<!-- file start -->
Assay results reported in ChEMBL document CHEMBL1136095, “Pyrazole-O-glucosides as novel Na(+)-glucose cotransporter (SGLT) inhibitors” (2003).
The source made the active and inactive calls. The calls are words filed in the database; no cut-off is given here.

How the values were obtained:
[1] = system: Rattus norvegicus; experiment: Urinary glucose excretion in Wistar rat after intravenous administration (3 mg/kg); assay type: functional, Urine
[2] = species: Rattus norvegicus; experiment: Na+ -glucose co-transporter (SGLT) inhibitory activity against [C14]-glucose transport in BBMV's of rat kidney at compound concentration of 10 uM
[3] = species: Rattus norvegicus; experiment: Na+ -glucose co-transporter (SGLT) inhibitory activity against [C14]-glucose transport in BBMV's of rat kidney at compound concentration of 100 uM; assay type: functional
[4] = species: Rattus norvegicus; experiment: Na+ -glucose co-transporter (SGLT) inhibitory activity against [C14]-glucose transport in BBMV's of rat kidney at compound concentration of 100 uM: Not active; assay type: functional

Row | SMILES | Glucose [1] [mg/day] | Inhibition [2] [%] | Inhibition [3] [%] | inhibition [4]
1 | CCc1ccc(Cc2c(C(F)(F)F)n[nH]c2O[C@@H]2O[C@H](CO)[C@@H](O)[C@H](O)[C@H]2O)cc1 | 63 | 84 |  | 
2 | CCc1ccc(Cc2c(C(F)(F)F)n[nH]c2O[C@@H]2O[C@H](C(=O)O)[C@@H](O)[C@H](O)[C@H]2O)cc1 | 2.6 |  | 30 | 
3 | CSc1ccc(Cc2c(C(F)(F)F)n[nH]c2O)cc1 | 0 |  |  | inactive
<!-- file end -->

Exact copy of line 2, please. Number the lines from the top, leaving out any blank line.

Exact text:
The source made the active and inactive calls. The calls are words filed in the database; no cut-off is given here.